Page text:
Thinking Pieces


A Thinking Piece is a short essay (around 750 words) that discusses a topic thoroughly and elaborates a critical point of view designed to provoke conversation about the subject. Each essay should raise and explore one specific question or issue. It’s defined as:

: a piece of writing meant to be thought-provoking and speculative that consists chiefly of background material and personal opinion and analysis *

These are essentially a short paper on a topic of your choosing (but related to the prompt or module) that showsclear, critical, and independent thought. Each paper should introduce and synthesize research, theory, topics, perspectives, ideas and outcomes from across domains and disciplines.

Learning Objectives

As part of theses exercise, students will:

  • learn about the history and domain of physical computing and intelligent spaces;
  • build familiarity with foundational concepts relevant to the topics within this course;
  • review and learn from key authors, scholars, and practioners who have contributed to the field;
  • use these texts to assess and examine past, present and future trends for IoT devices; and
  • raise questions, issues, challenges or provocations that we can bring to our investigations within this course.


Add your Thinking Piece to the #think-pieces as a new post on slack (see below).

This post should contain a essay (750 words) on a topic of your choosing. This should a) introduce the topic you have chosen, b) raise questions and provocations, and C) provide a critical reflection or perspective on the topic.

The thinking piece should include appropriate citations, link referenced texts and works and acknowledge authors appropriately. You’re welcome to include illustrations and images as needed too.


As part of thinking pieces, students will identify an open question or challenge posed in developing responsive technologies within the scope of the themes or projects assigned and that they are personally interested in. This should include a clear description of your area of interest as well as supporting research, examples, precedents, and other sources that provide context to your ideas and argumentation.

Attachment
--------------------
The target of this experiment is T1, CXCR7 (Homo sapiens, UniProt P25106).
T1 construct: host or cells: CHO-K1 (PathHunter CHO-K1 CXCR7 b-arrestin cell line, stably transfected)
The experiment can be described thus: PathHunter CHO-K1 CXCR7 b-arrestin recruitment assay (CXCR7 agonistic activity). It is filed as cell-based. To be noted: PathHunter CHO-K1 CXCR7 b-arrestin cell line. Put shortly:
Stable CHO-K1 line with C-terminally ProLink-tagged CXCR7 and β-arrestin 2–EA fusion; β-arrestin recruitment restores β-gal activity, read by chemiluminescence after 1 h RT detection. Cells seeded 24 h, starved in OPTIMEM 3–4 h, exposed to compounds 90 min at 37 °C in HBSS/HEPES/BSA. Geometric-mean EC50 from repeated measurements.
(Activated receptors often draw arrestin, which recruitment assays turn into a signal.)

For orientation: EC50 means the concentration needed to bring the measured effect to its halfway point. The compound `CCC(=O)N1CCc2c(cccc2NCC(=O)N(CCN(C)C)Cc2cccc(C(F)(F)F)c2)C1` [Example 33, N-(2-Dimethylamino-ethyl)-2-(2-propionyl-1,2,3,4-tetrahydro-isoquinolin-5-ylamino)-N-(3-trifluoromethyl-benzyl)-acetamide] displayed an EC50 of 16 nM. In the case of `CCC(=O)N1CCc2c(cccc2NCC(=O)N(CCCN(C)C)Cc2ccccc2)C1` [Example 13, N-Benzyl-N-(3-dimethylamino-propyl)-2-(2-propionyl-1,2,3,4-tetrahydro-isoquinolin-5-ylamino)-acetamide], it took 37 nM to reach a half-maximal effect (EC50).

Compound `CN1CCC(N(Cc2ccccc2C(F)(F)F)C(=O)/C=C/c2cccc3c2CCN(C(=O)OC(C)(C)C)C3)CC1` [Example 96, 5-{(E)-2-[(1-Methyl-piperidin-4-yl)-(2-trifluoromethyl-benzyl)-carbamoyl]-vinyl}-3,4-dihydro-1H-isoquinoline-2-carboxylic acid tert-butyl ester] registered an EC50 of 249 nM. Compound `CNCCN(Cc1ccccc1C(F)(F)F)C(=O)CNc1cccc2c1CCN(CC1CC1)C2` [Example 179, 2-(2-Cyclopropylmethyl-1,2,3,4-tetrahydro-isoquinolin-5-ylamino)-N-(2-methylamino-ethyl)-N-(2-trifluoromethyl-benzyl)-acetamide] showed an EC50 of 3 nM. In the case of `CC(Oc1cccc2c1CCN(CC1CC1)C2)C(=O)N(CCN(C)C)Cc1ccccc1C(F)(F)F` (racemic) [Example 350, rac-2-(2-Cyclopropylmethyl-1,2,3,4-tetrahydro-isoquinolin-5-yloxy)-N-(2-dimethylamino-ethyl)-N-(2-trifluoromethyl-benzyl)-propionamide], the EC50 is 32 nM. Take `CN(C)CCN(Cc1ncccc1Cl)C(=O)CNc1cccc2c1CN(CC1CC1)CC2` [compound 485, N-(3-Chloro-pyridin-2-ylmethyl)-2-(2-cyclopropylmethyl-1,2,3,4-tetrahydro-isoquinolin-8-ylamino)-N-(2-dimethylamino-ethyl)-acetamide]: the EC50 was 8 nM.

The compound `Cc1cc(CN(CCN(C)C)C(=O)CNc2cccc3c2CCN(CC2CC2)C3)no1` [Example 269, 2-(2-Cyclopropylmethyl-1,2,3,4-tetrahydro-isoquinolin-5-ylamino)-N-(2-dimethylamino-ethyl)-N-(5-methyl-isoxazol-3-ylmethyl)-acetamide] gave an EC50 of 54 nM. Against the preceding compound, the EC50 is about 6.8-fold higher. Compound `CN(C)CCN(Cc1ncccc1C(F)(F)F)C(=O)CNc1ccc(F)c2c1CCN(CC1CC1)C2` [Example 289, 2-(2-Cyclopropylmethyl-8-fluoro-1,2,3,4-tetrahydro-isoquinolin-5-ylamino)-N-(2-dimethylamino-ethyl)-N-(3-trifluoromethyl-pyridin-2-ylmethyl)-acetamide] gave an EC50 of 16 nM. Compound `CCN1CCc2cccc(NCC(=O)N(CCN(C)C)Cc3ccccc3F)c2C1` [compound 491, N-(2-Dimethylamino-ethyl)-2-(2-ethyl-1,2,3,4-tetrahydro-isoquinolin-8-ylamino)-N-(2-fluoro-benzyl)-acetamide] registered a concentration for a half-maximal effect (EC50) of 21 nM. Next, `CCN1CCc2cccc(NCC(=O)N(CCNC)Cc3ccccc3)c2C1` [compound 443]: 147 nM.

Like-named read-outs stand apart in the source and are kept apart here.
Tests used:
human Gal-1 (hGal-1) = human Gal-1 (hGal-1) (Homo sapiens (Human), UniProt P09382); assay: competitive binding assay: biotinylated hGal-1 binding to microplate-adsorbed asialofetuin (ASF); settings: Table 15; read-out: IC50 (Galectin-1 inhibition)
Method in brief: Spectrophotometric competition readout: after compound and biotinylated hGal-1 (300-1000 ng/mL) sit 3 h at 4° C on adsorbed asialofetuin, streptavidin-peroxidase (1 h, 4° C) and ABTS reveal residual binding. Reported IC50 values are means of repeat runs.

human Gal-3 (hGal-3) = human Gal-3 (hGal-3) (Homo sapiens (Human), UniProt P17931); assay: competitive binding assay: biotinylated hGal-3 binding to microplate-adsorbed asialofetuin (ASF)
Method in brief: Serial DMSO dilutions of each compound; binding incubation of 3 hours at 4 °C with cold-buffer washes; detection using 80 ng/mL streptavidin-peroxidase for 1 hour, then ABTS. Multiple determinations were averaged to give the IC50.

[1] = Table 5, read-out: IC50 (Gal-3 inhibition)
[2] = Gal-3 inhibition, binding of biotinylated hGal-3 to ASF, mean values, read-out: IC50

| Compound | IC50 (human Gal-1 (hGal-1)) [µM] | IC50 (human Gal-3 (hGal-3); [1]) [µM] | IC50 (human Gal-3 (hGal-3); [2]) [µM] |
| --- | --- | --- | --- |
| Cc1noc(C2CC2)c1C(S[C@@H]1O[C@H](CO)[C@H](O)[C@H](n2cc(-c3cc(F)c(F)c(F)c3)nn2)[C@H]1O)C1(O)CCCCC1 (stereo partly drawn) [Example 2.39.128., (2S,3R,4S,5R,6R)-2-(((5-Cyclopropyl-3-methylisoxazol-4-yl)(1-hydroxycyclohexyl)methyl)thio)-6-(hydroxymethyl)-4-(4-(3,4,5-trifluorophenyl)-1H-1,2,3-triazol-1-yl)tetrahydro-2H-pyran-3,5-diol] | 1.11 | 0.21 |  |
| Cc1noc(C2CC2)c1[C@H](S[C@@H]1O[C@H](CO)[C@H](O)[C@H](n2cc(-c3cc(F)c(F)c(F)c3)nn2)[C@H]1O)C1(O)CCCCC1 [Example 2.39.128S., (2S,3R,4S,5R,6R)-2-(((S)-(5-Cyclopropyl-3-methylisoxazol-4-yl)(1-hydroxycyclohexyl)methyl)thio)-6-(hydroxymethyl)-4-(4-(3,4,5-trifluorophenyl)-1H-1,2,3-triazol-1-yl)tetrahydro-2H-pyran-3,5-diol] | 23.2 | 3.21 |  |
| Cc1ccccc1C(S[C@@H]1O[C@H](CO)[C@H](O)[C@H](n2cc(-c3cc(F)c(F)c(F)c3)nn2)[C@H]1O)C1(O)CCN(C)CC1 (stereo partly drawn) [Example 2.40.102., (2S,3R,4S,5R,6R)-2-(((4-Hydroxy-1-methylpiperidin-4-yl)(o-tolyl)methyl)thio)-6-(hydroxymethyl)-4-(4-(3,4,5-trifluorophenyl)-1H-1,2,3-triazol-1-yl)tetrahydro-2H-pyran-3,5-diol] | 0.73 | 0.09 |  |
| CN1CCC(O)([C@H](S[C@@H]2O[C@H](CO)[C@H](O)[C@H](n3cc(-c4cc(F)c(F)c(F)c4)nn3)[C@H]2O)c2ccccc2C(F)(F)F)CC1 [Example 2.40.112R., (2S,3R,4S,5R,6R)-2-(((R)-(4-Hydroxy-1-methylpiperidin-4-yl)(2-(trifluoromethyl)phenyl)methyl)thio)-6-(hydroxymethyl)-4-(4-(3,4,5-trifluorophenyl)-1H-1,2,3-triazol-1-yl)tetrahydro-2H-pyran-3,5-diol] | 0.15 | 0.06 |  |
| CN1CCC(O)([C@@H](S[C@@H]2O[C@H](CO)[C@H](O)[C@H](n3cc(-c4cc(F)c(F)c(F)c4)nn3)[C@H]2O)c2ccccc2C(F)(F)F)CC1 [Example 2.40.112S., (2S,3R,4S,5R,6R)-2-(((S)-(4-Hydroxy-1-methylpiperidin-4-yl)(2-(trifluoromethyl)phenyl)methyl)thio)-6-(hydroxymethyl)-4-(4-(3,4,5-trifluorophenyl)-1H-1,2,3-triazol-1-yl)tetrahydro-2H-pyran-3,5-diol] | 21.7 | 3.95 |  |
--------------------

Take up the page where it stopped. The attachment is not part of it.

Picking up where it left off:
Reflect on the ideas you’ve encountered as part of the course and select one you’d like to explore more. You’re welcome to go beyond the three investigations to other ideas you’ve encountered too.

In your statement do three things:

  1. Start from a problem, open challenge or area of interest i.e. give a little explanation what you chose the area/idea/question you did and why its interesting and relevant;
  2. Formalize a question or statement which expresses that interest effectively and narrowly i.e. distill it down to something quick, easy and clear to communicate
  3. Develop a statement of how it relates to ideas and outcomes which precede it i.e. support it with references and research; tell us why this is important; how does it advance or extend prior work; etc.

For part 3, don’t rely only on things introduced or surfaced as part of the course materials or discussions. You’re expect to go beyond the course materials and readings and bring in new literature, projects, exemplars, and ideas.

Submitting your work:

You’ll submit your work on Slack. As a new post:

  • Open Slack and navigate to the #think-pieces channel
  • In the text box (bottom), click the + on the left hand side. Choose the option to ‘Create a new post’
  • In the post editor, give the case study and appropriate title.
  • Add your narrative to the body of the post.
  • When you have added your post, click the Share button on the top right.

Important: the hashtag will be used to automatically check you have made the required posts for each module. If you forget to include it you won’t get a grade for the post.